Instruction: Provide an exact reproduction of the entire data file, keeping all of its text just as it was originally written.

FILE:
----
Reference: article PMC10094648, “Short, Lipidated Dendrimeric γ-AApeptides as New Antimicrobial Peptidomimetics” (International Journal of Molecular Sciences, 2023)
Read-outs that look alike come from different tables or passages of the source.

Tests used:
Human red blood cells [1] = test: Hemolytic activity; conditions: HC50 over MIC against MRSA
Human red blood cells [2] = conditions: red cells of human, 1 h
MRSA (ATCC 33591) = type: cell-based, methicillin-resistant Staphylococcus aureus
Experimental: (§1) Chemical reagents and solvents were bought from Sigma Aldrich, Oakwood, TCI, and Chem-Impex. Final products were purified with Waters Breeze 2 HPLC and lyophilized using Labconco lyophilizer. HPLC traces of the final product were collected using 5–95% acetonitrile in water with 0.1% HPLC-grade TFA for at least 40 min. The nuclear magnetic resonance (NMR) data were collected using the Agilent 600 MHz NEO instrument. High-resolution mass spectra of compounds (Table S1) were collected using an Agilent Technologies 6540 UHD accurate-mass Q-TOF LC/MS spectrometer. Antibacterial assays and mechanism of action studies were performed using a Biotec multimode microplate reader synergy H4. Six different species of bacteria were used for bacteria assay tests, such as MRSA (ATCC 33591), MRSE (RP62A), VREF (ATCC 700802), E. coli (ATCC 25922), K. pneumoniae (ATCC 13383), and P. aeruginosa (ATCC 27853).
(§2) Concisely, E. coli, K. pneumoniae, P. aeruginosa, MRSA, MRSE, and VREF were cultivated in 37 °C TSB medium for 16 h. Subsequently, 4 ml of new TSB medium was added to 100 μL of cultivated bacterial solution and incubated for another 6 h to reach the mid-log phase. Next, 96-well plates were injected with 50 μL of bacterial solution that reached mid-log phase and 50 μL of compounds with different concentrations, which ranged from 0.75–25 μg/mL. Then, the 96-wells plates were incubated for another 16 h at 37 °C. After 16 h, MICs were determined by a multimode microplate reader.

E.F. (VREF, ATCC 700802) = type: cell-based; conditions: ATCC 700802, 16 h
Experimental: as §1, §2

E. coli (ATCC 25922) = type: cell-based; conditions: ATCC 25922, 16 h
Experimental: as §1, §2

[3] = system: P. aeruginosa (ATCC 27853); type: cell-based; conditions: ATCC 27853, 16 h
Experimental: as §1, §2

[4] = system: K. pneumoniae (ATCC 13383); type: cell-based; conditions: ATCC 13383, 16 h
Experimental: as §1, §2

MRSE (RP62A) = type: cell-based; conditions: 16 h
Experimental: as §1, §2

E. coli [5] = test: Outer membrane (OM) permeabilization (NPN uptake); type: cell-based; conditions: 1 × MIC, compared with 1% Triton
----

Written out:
Reference: article PMC10094648, “Short, Lipidated Dendrimeric γ-AApeptides as New Antimicrobial Peptidomimetics” (International Journal of Molecular Sciences, 2023)
Read-outs that look alike come from different tables or passages of the source.

Tests used:
Human red blood cells [1] = test: Hemolytic activity; conditions: HC50 over MIC against MRSA
Human red blood cells [2] = conditions: red cells of human, 1 h
MRSA (ATCC 33591) = type: cell-based, methicillin-resistant Staphylococcus aureus
Experimental: (§1) Chemical reagents and solvents were bought from Sigma Aldrich, Oakwood, TCI, and Chem-Impex. Final products were purified with Waters Breeze 2 HPLC and lyophilized using Labconco lyophilizer. HPLC traces of the final product were collected using 5–95% acetonitrile in water with 0.1% HPLC-grade TFA for at least 40 min. The nuclear magnetic resonance (NMR) data were collected using the Agilent 600 MHz NEO instrument. High-resolution mass spectra of compounds (Table S1) were collected using an Agilent Technologies 6540 UHD accurate-mass Q-TOF LC/MS spectrometer. Antibacterial assays and mechanism of action studies were performed using a Biotec multimode microplate reader synergy H4. Six different species of bacteria were used for bacteria assay tests, such as MRSA (ATCC 33591), MRSE (RP62A), VREF (ATCC 700802), E. coli (ATCC 25922), K. pneumoniae (ATCC 13383), and P. aeruginosa (ATCC 27853).
(§2) Concisely, E. coli, K. pneumoniae, P. aeruginosa, MRSA, MRSE, and VREF were cultivated in 37 °C TSB medium for 16 h. Subsequently, 4 ml of new TSB medium was added to 100 μL of cultivated bacterial solution and incubated for another 6 h to reach the mid-log phase. Next, 96-well plates were injected with 50 μL of bacterial solution that reached mid-log phase and 50 μL of compounds with different concentrations, which ranged from 0.75–25 μg/mL. Then, the 96-wells plates were incubated for another 16 h at 37 °C. After 16 h, MICs were determined by a multimode microplate reader.

E.F. (VREF, ATCC 700802) = type: cell-based; conditions: ATCC 700802, 16 h
Experimental: as §1, §2

E. coli (ATCC 25922) = type: cell-based; conditions: ATCC 25922, 16 h
Experimental: as §1, §2

[3] = system: P. aeruginosa (ATCC 27853); type: cell-based; conditions: ATCC 27853, 16 h
Experimental: as §1, §2

[4] = system: K. pneumoniae (ATCC 13383); type: cell-based; conditions: ATCC 13383, 16 h
Experimental: as §1, §2

MRSE (RP62A) = type: cell-based; conditions: 16 h
Experimental: as §1, §2

E. coli [5] = test: Outer membrane (OM) permeabilization (NPN uptake); type: cell-based; conditions: 1 × MIC, compared with 1% Triton